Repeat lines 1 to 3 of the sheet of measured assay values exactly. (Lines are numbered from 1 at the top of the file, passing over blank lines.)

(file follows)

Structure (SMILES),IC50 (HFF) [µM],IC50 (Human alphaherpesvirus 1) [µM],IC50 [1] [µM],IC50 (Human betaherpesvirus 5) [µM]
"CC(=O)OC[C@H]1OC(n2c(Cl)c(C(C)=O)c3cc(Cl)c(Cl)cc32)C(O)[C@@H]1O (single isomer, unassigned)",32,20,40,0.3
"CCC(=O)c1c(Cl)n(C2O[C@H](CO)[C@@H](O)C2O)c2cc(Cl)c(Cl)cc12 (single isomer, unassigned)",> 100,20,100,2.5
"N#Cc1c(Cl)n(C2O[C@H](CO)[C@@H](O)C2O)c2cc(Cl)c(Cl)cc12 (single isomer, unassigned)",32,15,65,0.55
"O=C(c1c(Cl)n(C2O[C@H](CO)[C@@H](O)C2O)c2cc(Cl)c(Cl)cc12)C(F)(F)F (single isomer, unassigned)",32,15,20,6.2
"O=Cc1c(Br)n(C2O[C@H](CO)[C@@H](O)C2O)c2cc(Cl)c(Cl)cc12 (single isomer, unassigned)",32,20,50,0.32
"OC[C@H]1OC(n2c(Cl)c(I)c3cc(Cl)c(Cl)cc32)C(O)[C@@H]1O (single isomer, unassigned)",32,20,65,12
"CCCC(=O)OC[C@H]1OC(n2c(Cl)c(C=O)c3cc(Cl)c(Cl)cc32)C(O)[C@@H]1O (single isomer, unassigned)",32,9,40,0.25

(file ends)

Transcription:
Structure (SMILES),IC50 (HFF) [µM],IC50 (Human alphaherpesvirus 1) [µM],IC50 [1] [µM],IC50 (Human betaherpesvirus 5) [µM]
"CC(=O)OC[C@H]1OC(n2c(Cl)c(C(C)=O)c3cc(Cl)c(Cl)cc32)C(O)[C@@H]1O (single isomer, unassigned)",32,20,40,0.3
"CCC(=O)c1c(Cl)n(C2O[C@H](CO)[C@@H](O)C2O)c2cc(Cl)c(Cl)cc12 (single isomer, unassigned)",> 100,20,100,2.5